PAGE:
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[ RESEARCH COMMUNITY ] July 21, 2022

Recent trends rocking the research community

From the first spark of an idea to the final results of an experiment, tracing the research lifecycle from the beginning to end is what Morressier’s all about. We’ve gathered some of our favorite early-stage results, covering topics that range from extending the life of electric car batteries to TikTok’s effect on the young brain. Read on to discover the latest cutting-edge research.

When do teens turn to processed foods, and what can parents do?

Ultra-processed foods now make up more than half of adolescents’ diets. But at what age do these unhealthy eating habits kick in, and how can parents combat them?

Maria Balhara, a researcher from Broward College sought to answer these questions by collecting data from adolescents and young adults aged 14-19 years in Florida. Balhara was able to calculate the trends in consumption of ultra-processed foods (UPF) by calculating a processed intake evaluation (PIE) for each participant. The new study presented at The Nutrition Society’s Irish Section Conference 2022, found that in females, there is a significant UPF intake increase at age 16, while for young males, this increase typically begins at age 18. The research also shows that in larger-sized families, UPF intake increase occurs earlier when compared to intake rates in smaller households, potentially due to the lack of parental supervision. 

Adolescence is a critical time for growth, with many teens being away from home for the first time in addition to puberty and relationship struggles. With all of these changes, it is not surprising that diet changes occur too. These findings provide parents with the best ages to intervene and ensure that their teens make healthy food choices before they establish the dietary habits that they will carry into adulthood.


Alternative ways to power electric cars

As temperatures continue to rise across the globe, how can we find ways to reduce emissions while still satisfying our technological needs?

This ePoster, presented at the European Association for Electromobility’s 35th Edition of the International Electric Vehicle Symposium & Exhibition, explores the current trends in the electric vehicle industry. Old, used electric car batteries are getting second lives like never before. On the surface, this seems like an easy way to mitigate any environmental and economic challenges that arise from electric vehicles. Now, rather than accumulating in large, wasteful landfill piles, these batteries can be made useful and cheaper even after they have lost their original capacity, right? Not so fast.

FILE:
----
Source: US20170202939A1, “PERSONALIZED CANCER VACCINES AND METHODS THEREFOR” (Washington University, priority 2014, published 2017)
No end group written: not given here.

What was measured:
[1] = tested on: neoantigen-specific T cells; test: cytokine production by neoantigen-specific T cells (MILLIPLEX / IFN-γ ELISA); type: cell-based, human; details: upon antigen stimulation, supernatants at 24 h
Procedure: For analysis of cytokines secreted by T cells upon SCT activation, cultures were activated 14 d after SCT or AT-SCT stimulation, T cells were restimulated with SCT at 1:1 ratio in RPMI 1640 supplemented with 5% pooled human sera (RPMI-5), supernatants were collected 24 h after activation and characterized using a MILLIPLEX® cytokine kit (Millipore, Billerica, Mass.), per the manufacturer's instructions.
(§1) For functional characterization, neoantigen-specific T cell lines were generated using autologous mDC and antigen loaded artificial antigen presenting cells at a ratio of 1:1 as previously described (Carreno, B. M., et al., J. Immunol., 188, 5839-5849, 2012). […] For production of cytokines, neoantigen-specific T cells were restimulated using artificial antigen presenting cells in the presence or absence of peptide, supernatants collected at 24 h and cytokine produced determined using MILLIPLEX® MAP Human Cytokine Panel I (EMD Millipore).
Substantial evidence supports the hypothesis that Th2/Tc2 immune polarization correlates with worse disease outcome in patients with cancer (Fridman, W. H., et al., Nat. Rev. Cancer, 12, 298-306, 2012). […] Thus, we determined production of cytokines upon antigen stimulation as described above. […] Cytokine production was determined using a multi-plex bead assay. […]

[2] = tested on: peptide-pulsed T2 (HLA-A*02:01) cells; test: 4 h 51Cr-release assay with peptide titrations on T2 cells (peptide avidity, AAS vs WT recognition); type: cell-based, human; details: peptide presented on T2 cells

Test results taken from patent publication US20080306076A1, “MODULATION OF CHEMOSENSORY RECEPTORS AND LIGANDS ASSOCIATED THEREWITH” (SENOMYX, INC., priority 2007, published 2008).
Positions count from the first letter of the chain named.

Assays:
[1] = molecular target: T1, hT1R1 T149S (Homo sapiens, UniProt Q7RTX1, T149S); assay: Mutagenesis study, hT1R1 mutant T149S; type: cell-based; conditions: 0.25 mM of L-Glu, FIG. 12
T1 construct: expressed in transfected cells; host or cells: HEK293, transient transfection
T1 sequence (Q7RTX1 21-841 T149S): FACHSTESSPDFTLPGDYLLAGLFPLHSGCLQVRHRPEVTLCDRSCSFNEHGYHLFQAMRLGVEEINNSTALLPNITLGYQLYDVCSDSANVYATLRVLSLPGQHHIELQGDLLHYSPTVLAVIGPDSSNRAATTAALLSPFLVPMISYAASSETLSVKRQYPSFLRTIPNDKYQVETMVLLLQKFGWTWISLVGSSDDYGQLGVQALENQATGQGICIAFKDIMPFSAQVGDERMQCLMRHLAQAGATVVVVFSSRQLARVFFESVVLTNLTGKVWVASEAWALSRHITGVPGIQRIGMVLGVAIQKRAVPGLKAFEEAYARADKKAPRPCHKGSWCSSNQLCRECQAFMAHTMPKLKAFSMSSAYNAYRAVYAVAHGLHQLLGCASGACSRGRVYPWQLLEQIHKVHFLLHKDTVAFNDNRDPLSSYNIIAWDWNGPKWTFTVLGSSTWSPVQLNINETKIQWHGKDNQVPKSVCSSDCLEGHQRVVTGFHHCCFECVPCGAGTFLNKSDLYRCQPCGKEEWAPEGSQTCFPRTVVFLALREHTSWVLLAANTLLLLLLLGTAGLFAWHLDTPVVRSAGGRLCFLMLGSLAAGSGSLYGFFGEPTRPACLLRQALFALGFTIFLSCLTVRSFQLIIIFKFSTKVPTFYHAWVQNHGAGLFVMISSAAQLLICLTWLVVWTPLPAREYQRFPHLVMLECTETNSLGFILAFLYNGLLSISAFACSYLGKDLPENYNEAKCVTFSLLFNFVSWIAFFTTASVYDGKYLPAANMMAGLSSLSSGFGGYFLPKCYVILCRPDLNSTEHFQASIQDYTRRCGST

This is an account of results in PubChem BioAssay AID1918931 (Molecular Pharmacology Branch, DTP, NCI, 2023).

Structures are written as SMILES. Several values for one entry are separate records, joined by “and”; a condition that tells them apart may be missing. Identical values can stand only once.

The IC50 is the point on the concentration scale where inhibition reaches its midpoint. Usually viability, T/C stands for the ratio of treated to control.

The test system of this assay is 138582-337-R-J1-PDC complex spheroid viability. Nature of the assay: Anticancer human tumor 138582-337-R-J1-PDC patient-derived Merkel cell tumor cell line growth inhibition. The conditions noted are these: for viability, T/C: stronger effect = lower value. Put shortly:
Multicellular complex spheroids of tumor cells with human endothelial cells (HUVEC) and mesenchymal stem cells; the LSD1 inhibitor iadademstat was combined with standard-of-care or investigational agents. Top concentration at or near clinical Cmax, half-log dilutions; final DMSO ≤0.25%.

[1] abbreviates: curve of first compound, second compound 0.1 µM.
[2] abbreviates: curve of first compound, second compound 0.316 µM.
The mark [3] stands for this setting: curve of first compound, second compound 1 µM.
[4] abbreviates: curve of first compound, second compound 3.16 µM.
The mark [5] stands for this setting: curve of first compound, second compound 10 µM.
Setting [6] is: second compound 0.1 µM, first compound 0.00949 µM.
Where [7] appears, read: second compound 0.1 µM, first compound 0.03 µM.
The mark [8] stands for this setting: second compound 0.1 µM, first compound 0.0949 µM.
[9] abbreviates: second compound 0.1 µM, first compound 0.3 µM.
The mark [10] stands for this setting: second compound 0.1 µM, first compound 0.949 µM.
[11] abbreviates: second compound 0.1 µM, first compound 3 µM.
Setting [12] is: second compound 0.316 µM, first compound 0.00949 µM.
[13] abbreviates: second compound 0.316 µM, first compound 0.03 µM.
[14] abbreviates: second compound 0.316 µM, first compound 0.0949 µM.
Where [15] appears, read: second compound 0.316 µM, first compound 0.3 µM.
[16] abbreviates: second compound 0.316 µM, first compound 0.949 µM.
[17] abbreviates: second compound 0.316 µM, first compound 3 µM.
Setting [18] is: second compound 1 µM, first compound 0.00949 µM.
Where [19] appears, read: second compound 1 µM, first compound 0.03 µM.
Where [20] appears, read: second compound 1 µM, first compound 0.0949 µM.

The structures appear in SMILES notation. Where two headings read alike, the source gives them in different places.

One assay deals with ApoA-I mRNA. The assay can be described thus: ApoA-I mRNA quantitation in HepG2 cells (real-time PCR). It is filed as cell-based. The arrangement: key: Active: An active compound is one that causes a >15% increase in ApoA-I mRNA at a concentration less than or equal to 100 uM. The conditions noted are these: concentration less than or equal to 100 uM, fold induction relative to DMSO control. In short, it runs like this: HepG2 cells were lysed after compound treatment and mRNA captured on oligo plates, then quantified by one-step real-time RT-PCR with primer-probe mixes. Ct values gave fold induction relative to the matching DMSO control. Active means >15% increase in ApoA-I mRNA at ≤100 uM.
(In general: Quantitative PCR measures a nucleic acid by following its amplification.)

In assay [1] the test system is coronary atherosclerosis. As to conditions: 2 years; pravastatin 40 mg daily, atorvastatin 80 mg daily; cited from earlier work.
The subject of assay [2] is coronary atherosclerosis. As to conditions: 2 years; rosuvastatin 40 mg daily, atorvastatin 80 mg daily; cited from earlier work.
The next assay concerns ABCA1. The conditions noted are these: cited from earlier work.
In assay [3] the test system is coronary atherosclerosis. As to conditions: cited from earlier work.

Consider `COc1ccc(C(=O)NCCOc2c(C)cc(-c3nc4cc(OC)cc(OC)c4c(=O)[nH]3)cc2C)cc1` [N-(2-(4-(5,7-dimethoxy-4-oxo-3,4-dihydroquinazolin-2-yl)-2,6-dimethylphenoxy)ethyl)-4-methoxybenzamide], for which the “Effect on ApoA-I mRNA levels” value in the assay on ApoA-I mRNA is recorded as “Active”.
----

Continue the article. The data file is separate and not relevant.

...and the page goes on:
The demand for stationary energy storage is “expected to be saturated in the near future with these second-life batteries”, yet many technical and economic issues can arise from second-life battery use. Researchers from the Catalonia Institute for Energy Research and the Universitat Politécnica de Catalunya have found alternatives to second-life batteries. They have discovered that finding more ways to extend the first life of batteries can lead to greater economic profit than investing in second-life batteries. We can still make use of low and zero emissions vehicles without sacrificing economic growth and technical ease.


Is TikTok affecting young teens’’ attention spans?

Are your teens spending too much time on TikTok? Or do you find yourself mindlessly scrolling on social media and later finding it difficult to focus on important tasks?

In this new study, presented at The International Psychological Forum - Child in the Digital World, researchers from Moscow State University explore how TikTok affects the cognitive functions of its users. The researchers split a sample size into categories of frequent TikTok users and those who do not engage with the app at all, with an average age of average age 21.8 years. The group completed several online questionnaires and tests. Surprisingly, the results found that there were “no significant differences” in focused attention scores between the TikTok and noTikTok groups. The same study was conducted again on another sample size with younger participants, and similar results were recorded.


The use of medical cannabis during cultural turmoil

Did you know that the demand for medical cannabis sharply increased in 2020?

Researchers from Veriheal, a tele-med medical cannabis recommendation provider, conducted a case study to explore whether there was a correlation between the COVID-19 pandemic and demand for medical cannabis.

The results of the study, presented at the American Chemical Society’s Spring Meeting 2021, found that interest in cannabis greatly increased during 2020. The sharpest increases were recorded during months of cultural turmoil in America (e.g., the George Floyd protests & presidential elections) compared to months with no significant societal events. This caused scientists to conclude that, as opposed to a method of pain relief, cannabis was sought after as a tool for happiness and improving mental health.



Science moves fast. So does public attention. That’s why we’re here. At Morressier, we use our platform to ensure your community’s work has a home long after the conference is over and your early-stage findings get the attention they deserve.

Each one of these studies is a small piece of the scientific puzzle. Because their early-stage research is shared online, we're able to track how thinking on these topics moves faster and how the broader scientific community benefits from the democratization of this research.

To discover more of the inspiring and impactful early-stage research hosted by Morressier, head over to our platform.

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